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Brazilian Journal of Medical and Biological Research

Print version ISSN 0100-879XOn-line version ISSN 1414-431X

Braz J Med Biol Res vol.39 no.5 Ribeirão Preto May 2006

http://dx.doi.org/10.1590/S0100-879X2006000500016 

Braz J Med Biol Res, May 2006, Volume 39(5) 687-695

Performance of two-dimensional Doppler echocardiography for the assessment of infarct size and left ventricular function in rats

E. Nozawa1, R.M. Kanashiro1, N. Murad1, A.C.C. Carvalho2, S.L.D. Cravo1, O. Campos2, P.J.F. Tucci1 and V.A. Moises2

1Disciplina de Fisiologia Cardiovascular, 2Disciplina de Cardiologia2, Escola Paulista de Medicina, Universidade Federal de São Paulo, São Paulo, SP, Brasil

Abstract
Introduction
Material and Methods
Results
Discussion
References
Correspondence and Footnotes


Abstract

Although echocardiography has been used in rats, few studies have determined its efficacy for estimating myocardial infarct size. Our objective was to estimate the myocardial infarct size, and to evaluate anatomic and functional variables of the left ventricle. Myocardial infarction was produced in 43 female Wistar rats by ligature of the left coronary artery. Echocardiography was performed 5 weeks later to measure left ventricular diameter and transverse area (mean of 3 transverse planes), infarct size (percentage of the arc with infarct on 3 transverse planes), systolic function by the change in fractional area, and diastolic function by mitral inflow parameters. The histologic measurement of myocardial infarction size was similar to the echocardiographic method. Myocardial infarct size ranged from 4.8 to 66.6% when determined by histology and from 5 to 69.8% when determined by echocardiography, with good correlation (r = 0.88; P < 0.05; Pearson correlation coefficient). Left ventricular diameter and mean diastolic transverse area correlated with myocardial infarct size by histology (r = 0.57 and r = 0.78; P < 0.0005). The fractional area change ranged from 28.5 ± 5.6 (large-size myocardial infarction) to 53.1 ± 1.5% (control) and correlated with myocardial infarct size by echocardiography (r = -0.87; P < 0.00001) and histology (r = -0.78; P < 00001). The E/A wave ratio of mitral inflow velocity for animals with large-size myocardial infarction (5.6 ± 2.7) was significantly higher than for all others (control: 1.9 ± 0.1; small-size myocardial infarction: 1.9 ± 0.4; moderate-size myocardial infarction: 2.8 ± 2.3). There was good agreement between echocardiographic and histologic estimates of myocardial infarct size in rats.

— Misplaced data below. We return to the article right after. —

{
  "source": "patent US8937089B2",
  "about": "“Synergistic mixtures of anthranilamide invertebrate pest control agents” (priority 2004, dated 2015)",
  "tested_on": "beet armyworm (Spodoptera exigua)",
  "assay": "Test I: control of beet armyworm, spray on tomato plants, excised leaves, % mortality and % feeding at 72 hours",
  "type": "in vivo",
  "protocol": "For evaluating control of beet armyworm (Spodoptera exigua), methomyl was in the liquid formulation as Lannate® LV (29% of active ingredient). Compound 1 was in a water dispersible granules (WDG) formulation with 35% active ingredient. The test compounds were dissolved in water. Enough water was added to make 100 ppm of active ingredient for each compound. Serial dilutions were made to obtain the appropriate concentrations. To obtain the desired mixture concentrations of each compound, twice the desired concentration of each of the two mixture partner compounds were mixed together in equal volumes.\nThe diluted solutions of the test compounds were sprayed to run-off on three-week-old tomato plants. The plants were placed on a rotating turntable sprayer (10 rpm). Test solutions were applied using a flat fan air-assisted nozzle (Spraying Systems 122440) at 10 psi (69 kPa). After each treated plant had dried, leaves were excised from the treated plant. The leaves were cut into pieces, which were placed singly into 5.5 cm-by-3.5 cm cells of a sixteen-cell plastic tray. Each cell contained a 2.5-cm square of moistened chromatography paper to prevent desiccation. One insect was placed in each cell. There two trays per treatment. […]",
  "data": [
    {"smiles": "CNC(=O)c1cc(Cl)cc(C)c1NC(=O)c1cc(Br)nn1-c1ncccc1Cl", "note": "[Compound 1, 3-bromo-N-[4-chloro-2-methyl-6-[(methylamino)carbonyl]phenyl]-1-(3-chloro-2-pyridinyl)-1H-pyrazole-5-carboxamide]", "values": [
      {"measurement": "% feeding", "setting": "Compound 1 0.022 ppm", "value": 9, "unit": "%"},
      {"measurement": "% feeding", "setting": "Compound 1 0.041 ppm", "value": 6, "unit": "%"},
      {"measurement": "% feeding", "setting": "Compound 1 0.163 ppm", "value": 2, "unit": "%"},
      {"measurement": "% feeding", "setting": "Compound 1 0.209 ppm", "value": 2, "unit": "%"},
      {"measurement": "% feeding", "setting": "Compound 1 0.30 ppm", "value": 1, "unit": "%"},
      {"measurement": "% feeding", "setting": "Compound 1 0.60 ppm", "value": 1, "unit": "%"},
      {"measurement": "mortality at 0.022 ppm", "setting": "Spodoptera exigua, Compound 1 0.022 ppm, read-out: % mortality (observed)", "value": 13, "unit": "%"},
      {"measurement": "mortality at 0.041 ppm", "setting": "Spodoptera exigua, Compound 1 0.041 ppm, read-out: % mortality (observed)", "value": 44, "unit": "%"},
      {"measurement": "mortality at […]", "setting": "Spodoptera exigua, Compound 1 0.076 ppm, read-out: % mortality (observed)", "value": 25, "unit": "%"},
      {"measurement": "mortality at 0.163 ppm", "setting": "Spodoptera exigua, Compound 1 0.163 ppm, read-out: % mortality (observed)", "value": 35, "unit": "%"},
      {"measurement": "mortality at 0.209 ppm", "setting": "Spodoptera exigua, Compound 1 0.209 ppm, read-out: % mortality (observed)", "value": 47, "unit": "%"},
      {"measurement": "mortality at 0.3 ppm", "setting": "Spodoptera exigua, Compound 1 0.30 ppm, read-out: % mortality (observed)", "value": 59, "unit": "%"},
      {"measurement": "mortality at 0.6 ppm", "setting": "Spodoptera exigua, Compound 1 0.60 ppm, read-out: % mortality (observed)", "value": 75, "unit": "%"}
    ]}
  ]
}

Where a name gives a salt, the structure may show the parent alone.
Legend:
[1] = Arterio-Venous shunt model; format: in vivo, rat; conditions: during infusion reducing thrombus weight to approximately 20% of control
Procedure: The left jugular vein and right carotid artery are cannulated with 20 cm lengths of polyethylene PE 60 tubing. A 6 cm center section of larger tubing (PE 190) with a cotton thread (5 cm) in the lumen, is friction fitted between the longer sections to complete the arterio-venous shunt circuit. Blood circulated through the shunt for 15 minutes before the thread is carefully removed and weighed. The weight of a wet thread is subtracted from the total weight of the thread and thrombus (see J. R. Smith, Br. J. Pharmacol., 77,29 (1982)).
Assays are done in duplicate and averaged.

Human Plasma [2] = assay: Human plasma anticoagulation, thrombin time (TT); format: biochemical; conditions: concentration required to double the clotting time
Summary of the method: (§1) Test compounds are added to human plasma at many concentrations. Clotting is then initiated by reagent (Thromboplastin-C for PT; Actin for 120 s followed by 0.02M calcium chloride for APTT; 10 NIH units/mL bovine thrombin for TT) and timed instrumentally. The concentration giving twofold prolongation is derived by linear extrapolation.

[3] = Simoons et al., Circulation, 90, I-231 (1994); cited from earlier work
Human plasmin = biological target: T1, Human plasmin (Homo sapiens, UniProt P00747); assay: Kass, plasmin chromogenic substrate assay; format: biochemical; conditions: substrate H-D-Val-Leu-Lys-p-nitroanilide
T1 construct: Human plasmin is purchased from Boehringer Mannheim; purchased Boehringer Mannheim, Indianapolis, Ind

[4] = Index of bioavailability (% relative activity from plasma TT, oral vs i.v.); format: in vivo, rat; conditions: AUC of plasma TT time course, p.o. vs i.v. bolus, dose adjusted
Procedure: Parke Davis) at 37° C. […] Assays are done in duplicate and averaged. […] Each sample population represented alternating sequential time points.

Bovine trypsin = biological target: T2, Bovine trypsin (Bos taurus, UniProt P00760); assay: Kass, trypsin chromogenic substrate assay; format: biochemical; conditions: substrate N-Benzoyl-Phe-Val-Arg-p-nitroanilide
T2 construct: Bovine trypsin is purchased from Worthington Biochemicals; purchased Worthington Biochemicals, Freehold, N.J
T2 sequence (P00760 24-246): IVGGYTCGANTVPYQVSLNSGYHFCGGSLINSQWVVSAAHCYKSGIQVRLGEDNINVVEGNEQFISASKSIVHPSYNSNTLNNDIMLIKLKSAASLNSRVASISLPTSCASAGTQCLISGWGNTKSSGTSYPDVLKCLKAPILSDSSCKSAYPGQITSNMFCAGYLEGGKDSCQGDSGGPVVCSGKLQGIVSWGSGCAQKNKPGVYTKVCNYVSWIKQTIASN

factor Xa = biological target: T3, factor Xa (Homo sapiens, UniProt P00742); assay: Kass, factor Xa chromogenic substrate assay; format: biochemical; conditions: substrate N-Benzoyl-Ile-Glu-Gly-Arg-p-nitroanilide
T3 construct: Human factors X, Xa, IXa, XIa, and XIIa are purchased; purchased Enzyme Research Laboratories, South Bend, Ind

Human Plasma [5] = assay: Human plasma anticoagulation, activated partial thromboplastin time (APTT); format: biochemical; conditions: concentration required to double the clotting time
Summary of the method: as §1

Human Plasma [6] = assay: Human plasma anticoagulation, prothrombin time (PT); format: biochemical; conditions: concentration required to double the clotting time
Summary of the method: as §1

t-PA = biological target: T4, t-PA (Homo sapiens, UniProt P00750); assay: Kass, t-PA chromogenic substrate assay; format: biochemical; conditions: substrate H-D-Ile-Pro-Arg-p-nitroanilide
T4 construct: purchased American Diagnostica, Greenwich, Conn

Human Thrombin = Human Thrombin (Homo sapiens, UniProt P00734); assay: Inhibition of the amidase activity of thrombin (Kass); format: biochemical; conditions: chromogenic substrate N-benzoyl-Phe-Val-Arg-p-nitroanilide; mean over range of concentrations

Key words: Rats, Myocardial infarction size, Systolic and diastolic function, Doppler echocardiography


Introduction